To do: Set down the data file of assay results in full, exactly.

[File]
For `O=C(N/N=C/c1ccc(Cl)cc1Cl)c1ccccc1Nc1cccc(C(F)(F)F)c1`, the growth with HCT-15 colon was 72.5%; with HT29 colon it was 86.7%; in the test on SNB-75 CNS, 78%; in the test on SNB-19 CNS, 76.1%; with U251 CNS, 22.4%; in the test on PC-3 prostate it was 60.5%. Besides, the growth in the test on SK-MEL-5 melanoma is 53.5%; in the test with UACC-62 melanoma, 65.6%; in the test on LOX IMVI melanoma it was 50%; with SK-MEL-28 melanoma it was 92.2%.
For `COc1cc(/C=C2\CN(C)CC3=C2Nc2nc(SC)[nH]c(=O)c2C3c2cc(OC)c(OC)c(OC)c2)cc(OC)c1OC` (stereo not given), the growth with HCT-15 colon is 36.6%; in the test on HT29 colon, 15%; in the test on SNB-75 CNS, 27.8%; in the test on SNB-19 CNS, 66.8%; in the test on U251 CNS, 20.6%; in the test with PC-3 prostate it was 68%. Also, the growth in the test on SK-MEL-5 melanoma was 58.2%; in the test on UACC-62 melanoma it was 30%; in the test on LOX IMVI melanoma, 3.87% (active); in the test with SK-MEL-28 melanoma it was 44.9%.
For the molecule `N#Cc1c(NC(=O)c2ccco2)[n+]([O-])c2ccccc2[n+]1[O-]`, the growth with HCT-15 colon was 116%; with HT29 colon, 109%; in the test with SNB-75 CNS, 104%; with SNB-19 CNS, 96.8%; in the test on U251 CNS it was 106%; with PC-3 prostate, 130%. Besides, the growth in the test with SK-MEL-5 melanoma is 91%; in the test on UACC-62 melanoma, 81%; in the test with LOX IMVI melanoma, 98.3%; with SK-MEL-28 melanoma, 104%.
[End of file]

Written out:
For `O=C(N/N=C/c1ccc(Cl)cc1Cl)c1ccccc1Nc1cccc(C(F)(F)F)c1`, the growth with HCT-15 colon was 72.5%; with HT29 colon it was 86.7%; in the test on SNB-75 CNS, 78%; in the test on SNB-19 CNS, 76.1%; with U251 CNS, 22.4%; in the test on PC-3 prostate it was 60.5%. Besides, the growth in the test on SK-MEL-5 melanoma is 53.5%; in the test with UACC-62 melanoma, 65.6%; in the test on LOX IMVI melanoma it was 50%; with SK-MEL-28 melanoma it was 92.2%.
For `COc1cc(/C=C2\CN(C)CC3=C2Nc2nc(SC)[nH]c(=O)c2C3c2cc(OC)c(OC)c(OC)c2)cc(OC)c1OC` (stereo not given), the growth with HCT-15 colon is 36.6%; in the test on HT29 colon, 15%; in the test on SNB-75 CNS, 27.8%; in the test on SNB-19 CNS, 66.8%; in the test on U251 CNS, 20.6%; in the test with PC-3 prostate it was 68%. Also, the growth in the test on SK-MEL-5 melanoma was 58.2%; in the test on UACC-62 melanoma it was 30%; in the test on LOX IMVI melanoma, 3.87% (active); in the test with SK-MEL-28 melanoma it was 44.9%.
For the molecule `N#Cc1c(NC(=O)c2ccco2)[n+]([O-])c2ccccc2[n+]1[O-]`, the growth with HCT-15 colon was 116%; with HT29 colon, 109%; in the test with SNB-75 CNS, 104%; with SNB-19 CNS, 96.8%; in the test on U251 CNS it was 106%; with PC-3 prostate, 130%. Besides, the growth in the test with SK-MEL-5 melanoma is 91%; in the test on UACC-62 melanoma, 81%; in the test with LOX IMVI melanoma, 98.3%; with SK-MEL-28 melanoma, 104%.